Goal-based standards on agenda at IMO's Maritime Safety Committee


Preview: Maritime Safety Committee - 80th session: 11-20 May 2005


The development of goal-based standards for new ship construction will be high on the agenda when IMO's Maritime Safety Committee (MSC) meets at the Organization's London Headquarters for its 80th session from 11 to 20 May 2005.

Other important issues on the MSC agenda include the adoption of revised provisions for subdivision and stability in SOLAS chapter II-1 Construction - Structure, subdivision and stability, machinery and electrical installations, continued work on passenger ship safety and implementation of the maritime security measures adopted by IMO.

Goal-based new ship construction standards
The MSC is expected to re-establish the Working Group on Goal-based New Ship Construction Standards to further progress the work on the issue, based on the premise agreed at the last session that the standards should be broad, over-arching goals against which ship safety should be verified at the design and construction stages and during ship operation. The MSC has already reached general agreement on the proposed five-tier system, consisting of goals (Tier I), functional requirements (Tier II), verification of compliance criteria (Tier III), technical procedures and guidelines, classification rules and industry standards (Tier IV) and codes of practice and safety and quality systems for shipbuilding, ship operation, maintenance, training, manning, etc. (Tier V).

The Working Group is expected to finalize the basic principles of goal-based standards, the Tier I goals and the Tier II functional requirements for consideration and approval by the Committee. In particular, extensive discussions are expected on the functional requirements preliminarily agreed at the last session, concentrating on issues such as design life, environmental conditions, fatigue life, coating life, corrosion addition, structural strength, construction quality, maintenance, transparency, operating conditions, information keeping, actual service life and watertight and weathertight integrity.

Substantial progress is expected with regard to the verification of compliance criteria (Tier III), in particular concerning the question of who should verify the compliance of the classification societies' rules with the goal-based standards and the mechanism and procedure of verification. Other issues will include the consideration of the provisions of the goal-based new ship construction standards could be incorporated in the appropriate IMO instruments, including the preparation of relevant options for the Committee to consider.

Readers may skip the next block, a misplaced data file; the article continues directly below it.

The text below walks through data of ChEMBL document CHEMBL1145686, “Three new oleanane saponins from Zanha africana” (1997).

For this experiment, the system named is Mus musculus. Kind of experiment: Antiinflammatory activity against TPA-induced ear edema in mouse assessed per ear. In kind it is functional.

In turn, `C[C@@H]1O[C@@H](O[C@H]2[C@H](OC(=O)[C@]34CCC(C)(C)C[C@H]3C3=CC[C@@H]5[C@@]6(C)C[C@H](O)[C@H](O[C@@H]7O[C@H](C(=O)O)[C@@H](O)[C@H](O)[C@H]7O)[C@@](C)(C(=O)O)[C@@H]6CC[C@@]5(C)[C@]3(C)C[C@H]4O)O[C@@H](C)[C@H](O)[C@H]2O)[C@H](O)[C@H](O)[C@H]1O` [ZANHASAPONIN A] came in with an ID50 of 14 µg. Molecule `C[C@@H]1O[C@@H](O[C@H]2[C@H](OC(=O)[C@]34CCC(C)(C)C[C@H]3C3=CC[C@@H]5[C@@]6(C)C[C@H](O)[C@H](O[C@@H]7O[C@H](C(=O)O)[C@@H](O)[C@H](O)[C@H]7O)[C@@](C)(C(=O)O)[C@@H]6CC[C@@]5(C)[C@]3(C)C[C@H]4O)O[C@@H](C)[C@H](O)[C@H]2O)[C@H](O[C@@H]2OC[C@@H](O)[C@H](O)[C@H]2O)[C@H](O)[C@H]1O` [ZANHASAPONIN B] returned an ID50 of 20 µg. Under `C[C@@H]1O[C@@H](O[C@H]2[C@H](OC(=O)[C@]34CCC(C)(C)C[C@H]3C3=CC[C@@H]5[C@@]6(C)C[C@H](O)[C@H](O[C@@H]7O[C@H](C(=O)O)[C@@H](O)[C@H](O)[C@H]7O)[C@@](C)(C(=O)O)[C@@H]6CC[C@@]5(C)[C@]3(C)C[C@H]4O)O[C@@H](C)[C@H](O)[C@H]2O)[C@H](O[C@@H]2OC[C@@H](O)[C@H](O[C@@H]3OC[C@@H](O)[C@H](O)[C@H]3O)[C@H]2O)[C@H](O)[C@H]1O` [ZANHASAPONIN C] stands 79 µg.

Further discussions are expected with regard to other issues raised in the submissions to the session, concentrating, inter-alia, on the linkage between goal-based standards and formal safety assessment, the role of the human element and the relationship between a performance-based and a risk-based approach.

Revised SOLAS chapter II-1 set for adoption
The revision of SOLAS chapter II-1 is intended to harmonize the provisions in the chapter on subdivision and damage stability for passenger and cargo ships. The revised provisions will be applicable to new ships.

The draft amendments, which have been intensively developed over the past decade, are based on the "probabilistic" method of determining damage stability, which is itself based on the detailed study of data collected by IMO relating to collisions. Because it is based on statistical evidence concerning what actually happens when ships collide, the probabilistic concept is believed to be far more realistic than the previously-used "deterministic" method.

The revision has taken into account the results of the HARDER (Harmonisation of Rules and Design Rational) research project: a project undertaken by a consortium of European industrial, research and academic institutions to study the probabilistic approach for assessing a ship's damage stability and to develop new criteria and indexes for subdivision based on probability of survival, taking into account effects from waves, heeling moments, cargo shift, transient effects and equalization arrangements.
The work on the revision of SOLAS chapter II-1 has been carried out largely by the Sub-Committee on Stability and Load Lines and on Fishing Vessels' Safety (SLF).

Bulk carrier construction standards - interpretations